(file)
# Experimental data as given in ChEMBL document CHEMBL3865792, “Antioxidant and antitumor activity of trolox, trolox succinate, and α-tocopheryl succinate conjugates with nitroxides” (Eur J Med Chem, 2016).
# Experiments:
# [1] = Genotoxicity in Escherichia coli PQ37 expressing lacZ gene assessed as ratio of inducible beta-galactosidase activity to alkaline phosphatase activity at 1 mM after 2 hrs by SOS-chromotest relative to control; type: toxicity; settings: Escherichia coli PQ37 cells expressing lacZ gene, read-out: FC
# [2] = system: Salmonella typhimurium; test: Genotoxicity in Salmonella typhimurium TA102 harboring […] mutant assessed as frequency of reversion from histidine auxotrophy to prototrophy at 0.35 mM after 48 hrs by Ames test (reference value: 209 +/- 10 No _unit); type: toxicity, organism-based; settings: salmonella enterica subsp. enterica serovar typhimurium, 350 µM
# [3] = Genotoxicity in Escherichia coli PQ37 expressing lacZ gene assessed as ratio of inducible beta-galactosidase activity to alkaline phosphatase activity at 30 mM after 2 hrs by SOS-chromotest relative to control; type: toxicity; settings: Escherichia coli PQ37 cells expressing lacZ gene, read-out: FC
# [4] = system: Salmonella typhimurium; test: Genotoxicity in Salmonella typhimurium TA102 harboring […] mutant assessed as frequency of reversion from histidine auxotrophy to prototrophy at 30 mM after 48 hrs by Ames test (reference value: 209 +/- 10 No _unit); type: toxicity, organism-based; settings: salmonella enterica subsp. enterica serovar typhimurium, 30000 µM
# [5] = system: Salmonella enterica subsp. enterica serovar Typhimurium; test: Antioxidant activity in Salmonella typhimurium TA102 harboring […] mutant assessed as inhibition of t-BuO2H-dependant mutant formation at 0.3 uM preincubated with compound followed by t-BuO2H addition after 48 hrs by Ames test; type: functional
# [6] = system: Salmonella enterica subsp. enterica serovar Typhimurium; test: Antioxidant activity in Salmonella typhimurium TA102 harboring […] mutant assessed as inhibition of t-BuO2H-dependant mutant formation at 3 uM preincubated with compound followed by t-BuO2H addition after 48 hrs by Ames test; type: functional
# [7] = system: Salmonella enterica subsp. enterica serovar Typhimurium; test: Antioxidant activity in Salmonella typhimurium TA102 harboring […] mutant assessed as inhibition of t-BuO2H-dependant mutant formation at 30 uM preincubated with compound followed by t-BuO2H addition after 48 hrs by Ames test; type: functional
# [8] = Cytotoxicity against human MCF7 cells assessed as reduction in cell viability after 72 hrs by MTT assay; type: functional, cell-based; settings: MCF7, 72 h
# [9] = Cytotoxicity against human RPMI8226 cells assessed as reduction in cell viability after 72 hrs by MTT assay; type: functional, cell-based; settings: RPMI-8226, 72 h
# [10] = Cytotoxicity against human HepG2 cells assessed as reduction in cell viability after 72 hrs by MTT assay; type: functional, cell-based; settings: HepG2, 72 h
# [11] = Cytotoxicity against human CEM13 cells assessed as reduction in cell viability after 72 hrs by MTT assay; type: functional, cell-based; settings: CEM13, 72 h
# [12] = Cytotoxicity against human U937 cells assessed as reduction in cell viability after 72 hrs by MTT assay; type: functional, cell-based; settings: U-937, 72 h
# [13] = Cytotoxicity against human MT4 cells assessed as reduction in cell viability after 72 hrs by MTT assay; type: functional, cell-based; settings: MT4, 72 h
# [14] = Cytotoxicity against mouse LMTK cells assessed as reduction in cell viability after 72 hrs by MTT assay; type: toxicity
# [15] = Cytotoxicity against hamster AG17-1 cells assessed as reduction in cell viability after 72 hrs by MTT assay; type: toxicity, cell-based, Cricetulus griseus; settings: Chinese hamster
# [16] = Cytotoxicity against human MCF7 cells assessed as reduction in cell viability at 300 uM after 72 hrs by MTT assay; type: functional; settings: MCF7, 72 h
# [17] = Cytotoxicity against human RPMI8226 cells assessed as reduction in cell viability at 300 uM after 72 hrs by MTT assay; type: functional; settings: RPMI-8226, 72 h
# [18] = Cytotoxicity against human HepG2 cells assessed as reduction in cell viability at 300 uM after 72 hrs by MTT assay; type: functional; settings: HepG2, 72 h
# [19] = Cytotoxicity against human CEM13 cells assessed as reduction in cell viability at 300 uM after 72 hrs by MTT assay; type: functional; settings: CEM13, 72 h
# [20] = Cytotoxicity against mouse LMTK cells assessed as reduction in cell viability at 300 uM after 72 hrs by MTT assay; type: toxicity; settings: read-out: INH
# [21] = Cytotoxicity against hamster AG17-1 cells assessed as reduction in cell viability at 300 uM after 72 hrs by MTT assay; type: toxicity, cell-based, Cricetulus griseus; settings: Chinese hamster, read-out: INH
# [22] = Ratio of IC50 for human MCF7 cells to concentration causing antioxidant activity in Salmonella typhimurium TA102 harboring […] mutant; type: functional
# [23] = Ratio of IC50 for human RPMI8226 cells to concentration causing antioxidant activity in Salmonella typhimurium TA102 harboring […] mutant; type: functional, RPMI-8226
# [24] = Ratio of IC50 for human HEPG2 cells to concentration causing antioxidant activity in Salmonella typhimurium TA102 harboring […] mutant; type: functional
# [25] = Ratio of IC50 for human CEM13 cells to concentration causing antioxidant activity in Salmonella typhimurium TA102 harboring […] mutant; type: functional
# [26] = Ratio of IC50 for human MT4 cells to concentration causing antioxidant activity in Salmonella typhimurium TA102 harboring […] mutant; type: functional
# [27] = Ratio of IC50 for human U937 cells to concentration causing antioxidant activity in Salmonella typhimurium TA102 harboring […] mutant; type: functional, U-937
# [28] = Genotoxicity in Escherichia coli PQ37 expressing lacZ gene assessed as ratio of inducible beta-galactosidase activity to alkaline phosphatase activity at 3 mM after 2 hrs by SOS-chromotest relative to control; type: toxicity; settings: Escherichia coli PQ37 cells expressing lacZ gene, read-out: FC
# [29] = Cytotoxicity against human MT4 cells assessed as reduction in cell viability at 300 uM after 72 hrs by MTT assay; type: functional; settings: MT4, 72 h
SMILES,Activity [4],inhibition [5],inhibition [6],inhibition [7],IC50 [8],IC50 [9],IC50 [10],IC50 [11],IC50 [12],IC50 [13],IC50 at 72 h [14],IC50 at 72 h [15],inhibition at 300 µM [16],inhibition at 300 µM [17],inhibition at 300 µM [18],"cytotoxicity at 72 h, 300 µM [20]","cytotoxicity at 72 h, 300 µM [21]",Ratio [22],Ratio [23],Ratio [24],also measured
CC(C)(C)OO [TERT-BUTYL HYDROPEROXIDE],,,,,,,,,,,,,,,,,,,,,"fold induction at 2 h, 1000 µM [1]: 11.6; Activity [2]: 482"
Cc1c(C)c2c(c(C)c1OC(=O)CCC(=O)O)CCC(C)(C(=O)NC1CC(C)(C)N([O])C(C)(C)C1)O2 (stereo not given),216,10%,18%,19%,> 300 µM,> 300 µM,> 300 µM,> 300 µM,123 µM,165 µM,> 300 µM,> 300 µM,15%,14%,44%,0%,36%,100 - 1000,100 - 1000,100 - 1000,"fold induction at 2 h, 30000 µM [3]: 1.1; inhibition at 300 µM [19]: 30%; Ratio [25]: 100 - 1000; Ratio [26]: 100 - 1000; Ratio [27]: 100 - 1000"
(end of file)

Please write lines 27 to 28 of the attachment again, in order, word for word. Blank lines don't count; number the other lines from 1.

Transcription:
# [25] = Ratio of IC50 for human CEM13 cells to concentration causing antioxidant activity in Salmonella typhimurium TA102 harboring […] mutant; type: functional
# [26] = Ratio of IC50 for human MT4 cells to concentration causing antioxidant activity in Salmonella typhimurium TA102 harboring […] mutant; type: functional